Quincy Senior Tutor To Leave This June

History of Science lecturer Maria J. Trumpler will run cheese farm in Vermont

Quincy House Senior Tutor Maria J. Trumpler is trading in academic and disciplinary advising in favor of a less traditional occupation—running a cheese farm in Vermont.

Trumpler, who has served as Allston Burr Senior Tutor in Quincy House since 2001, will be leaving her position in June. Quincy House Master Robert P. Kirshner ’70 wrote in an e-mail to the House that she is leaving “to pursue her scientific and cultural interests in farming bacteria and mold as a cheese-maker in Vermont.”

Current Assistant Senior Tutor Judith F. Chapman—who served as Acting Senior Tutor during the fall of 2004 while Trumpler was on leave—will be taking over the position upon Trumpler’s departure.

“Maria has brought so much to the House. I have big shoes to fill,” Chapman said.

Trumpler said her interest in cheese started two to three years ago when she ordered a platter of cheese in a local restaurant in Western Massachusetts. Fascinated by the taste of the cheese, she became interested in value-added farming, which includes making cheese from milk produced on a dairy farm. She currently owns a cheese farm in Vermont with her life partner.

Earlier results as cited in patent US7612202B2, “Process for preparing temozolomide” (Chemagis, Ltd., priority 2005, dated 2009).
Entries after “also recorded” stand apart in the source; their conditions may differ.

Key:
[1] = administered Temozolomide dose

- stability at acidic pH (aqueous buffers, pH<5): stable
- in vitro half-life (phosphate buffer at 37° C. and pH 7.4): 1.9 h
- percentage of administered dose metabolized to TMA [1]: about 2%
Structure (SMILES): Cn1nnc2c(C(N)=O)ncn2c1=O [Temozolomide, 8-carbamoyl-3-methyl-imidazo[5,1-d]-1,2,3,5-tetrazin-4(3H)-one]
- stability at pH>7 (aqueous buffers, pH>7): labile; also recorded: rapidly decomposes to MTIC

“I came to think it’s a very nice and important thing to make high quality cheese,” Trumpler said.

Trumpler, who is also a lecturer in the History of Science department, experimented with her interest in Artisanal cheese-making during her leave of absence last semester, Kirshner said.

When she returned to her Senior Tutorship in the spring, she had to decide between manufacturing quality cheese or quality students. She chose cheese.

“Maria has been an effective Senior Tutor for Quincy House, an advocate for Quincy students, and we wish her every good fortune in her new endeavors,” Kirshner wrote in the e-mail.

According to Kirshner, Senior Tutors stay on the job for an average three to four years as an interim stage in their careers. Being a Senior Tutor is “not a forever job,” he said.

House administrators and students expect the transition to be a smooth one.

“Judith knows all of you and she demonstrated this Fall that she can handle the many challenges of this demanding job,” Kirshner wrote in his e-mail to the house.

According to Kirshner, Chapman—a lecturer in the anthropology department—has been around the house longer than most of the other administrators.

“I’ve had an opportunity to work with [Trumpler and Chapman], and I’ve had a very successful relationship with both. Both are very compassionate about house matters and what’s best for students,” said Christina L. Adams ’06, co-chair of the Quincy House Committee.

—Staff writer Victoria Kim can be reached at

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